Consortium tests satellite-based merging in traffic

Consortium tests satellite-based merging in traffic

Technology News |
Complex traffic situations during merging and overtaking processes require extremely high attention from the driver. Together with project partners, the Fraunhofer Institute for Integrated Circuits IIS has developed a technology for automated merging of trucks. The system has now successfully been tested.
By Christoph Hammerschmidt

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During automated or assisted driving, vehicles already today assume specific steps independently, such as parking. Within the PRoPART project, short for “Precise and Robust Positioning for Automated Road Transports”, a consortium has developed a precise and robust position detection system for automated road freight transport. At AstaZero’s test site near Borås, Sweden, a merging process of a truck between two cars driving next to it was successfully demonstrated – and fully automated.

Autonomous driving requires the interaction of different systems in the vehicle, the mutual interconnection of vehicles, and precise and robust navigation solutions. In order for these different systems to work together reliably and provide extremely precise position detection, an intelligent combination of sensors is required. In this way, developers can take full advantage of satellite signals as well as other navigation solutions such as radar and cameras in the vehicle. Supplemented by reference stations along the route, this combined GNSS/sensor solution allows highly available position detection with an accuracy in the decimetre range.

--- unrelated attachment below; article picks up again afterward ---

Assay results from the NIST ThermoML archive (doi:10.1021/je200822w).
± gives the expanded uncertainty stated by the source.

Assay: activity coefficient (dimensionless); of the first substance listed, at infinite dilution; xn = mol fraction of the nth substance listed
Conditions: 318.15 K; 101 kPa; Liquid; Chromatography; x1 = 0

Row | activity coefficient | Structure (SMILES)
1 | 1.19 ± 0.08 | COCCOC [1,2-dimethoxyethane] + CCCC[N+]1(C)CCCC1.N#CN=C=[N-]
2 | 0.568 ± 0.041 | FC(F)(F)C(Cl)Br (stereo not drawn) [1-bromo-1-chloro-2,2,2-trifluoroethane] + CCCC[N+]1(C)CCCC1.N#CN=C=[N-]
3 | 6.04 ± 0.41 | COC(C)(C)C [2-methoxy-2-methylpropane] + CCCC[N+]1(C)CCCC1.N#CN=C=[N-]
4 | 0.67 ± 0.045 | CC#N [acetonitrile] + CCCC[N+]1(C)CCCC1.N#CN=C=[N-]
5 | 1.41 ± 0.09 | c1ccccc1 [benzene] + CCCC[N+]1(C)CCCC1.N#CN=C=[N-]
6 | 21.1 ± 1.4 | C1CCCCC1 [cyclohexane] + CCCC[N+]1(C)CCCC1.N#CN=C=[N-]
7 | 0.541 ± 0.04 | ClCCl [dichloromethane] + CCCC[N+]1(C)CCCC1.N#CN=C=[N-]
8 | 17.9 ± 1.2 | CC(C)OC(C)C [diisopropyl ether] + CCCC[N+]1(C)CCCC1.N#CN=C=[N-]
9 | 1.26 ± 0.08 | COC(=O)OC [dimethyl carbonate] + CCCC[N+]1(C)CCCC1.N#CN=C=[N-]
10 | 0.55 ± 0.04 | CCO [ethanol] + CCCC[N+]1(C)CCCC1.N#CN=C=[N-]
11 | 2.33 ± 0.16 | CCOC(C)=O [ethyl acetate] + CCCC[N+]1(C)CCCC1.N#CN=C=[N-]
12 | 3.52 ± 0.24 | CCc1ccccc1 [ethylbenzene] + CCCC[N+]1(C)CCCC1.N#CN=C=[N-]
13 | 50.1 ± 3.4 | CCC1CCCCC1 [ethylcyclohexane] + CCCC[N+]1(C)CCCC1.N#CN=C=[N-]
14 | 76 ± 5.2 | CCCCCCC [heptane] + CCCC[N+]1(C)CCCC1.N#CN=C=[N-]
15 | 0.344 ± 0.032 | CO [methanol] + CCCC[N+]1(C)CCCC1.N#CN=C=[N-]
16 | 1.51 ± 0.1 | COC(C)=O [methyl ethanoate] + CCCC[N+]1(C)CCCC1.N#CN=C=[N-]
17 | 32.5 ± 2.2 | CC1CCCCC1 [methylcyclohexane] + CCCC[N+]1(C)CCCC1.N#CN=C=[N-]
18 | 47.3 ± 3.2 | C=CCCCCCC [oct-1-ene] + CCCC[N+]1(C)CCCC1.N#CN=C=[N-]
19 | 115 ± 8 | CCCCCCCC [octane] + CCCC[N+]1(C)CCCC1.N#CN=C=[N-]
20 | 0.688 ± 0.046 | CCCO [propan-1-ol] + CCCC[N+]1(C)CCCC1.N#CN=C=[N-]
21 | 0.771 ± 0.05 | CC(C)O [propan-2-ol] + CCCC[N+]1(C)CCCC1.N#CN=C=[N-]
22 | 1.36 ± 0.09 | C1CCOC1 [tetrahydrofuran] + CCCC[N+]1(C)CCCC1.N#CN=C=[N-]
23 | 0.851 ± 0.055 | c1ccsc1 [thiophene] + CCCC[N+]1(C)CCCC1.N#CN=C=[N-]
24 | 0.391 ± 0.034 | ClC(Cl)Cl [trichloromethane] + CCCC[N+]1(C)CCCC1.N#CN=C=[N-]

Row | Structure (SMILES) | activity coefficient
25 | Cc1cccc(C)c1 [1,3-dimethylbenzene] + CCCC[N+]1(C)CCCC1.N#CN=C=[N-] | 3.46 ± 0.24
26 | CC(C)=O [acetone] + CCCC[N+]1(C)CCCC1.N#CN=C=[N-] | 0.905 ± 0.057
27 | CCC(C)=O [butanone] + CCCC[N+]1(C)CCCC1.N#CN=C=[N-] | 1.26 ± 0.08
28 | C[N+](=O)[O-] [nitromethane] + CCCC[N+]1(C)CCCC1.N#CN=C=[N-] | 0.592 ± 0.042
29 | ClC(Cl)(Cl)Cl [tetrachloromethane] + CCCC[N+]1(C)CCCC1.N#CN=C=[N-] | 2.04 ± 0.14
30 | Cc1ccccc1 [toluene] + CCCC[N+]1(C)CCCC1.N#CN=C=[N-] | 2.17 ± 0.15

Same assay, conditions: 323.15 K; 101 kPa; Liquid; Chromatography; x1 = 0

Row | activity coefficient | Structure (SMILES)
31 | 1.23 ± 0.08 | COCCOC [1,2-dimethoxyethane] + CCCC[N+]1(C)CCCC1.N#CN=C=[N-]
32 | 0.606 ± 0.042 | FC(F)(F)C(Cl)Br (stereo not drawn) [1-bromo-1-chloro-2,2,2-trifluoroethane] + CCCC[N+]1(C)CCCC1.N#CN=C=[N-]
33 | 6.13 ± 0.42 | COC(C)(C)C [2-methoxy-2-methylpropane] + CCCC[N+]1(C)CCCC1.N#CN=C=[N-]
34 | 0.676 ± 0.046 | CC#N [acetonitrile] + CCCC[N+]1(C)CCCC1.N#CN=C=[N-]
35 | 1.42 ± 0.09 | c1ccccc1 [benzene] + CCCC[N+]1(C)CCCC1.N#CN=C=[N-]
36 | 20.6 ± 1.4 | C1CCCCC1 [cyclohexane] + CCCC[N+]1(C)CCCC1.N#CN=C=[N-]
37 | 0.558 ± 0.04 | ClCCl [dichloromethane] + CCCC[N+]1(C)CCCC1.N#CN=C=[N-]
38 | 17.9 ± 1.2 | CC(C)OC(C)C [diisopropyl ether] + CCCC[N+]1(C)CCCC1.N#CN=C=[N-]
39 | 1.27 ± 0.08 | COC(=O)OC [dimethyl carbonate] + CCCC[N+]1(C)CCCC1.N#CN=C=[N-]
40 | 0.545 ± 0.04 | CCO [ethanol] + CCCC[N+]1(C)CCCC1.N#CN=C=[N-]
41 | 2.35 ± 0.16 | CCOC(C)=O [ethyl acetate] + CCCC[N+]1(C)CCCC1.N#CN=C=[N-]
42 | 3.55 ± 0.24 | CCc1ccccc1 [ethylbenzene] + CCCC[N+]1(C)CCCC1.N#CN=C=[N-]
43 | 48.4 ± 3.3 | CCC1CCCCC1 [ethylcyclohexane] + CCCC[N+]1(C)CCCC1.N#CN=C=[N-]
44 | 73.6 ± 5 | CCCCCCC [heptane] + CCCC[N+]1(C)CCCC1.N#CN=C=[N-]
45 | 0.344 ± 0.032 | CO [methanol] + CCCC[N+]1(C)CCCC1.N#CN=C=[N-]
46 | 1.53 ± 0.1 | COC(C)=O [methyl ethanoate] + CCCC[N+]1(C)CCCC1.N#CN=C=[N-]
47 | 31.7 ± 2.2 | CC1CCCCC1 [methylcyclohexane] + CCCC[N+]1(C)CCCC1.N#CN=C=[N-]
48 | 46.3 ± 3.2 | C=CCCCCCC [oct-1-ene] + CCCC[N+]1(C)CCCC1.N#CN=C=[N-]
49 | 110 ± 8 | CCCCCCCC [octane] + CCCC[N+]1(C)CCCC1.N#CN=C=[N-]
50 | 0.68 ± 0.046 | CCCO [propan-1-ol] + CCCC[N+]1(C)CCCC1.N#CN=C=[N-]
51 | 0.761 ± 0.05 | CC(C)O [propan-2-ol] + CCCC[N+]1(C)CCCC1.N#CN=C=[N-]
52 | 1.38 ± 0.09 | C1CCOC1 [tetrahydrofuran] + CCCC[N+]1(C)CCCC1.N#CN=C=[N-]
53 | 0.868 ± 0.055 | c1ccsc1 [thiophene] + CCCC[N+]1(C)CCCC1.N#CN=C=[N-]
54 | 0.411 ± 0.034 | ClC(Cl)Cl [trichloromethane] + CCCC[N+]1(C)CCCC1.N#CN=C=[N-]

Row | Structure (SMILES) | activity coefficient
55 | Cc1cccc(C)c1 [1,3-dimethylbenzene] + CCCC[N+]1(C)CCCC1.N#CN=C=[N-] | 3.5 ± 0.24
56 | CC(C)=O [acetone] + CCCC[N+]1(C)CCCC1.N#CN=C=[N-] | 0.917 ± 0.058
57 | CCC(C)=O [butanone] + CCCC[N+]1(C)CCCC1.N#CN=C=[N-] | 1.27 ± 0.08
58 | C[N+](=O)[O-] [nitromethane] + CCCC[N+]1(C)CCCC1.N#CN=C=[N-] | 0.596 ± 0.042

Participants in the EU-funded PRoPART project were Fraunhofer IIS along with the companies RISE, Scania, Waysure, Ceit-IK4, Baselabs and Commsignia. Within the project, Fraunhofer contributes its GNSS receiver “GOOSE” for highly accurate and reliable positioning. This system bridges signal interruptions for short periods of time, for example in tunnels or under bridges. In many cases, this makes intervention by the driver unnecessary.


There is a wide range of electronics available on the market today for generating satellite navigation signals that create artificial positions, especially for game apps on smartphones. These electronics can be dangerous because they could interfere with all satellite receivers in a larger radius without being noticed. GOOSE, in contrast, has already access to the OS-NMA service (Open Service Navigation Message Authentication) of the Galileo satellite navigation service, which will not be officially available until 2020. This service transmits Galileo satellite signals with an encryption that makes it considerably more difficult to pretend a position. This means that the vehicle can continue to be provided with a reliable position in the future.

More information in this video: https://youtu.be/wzMkVOfIxX0

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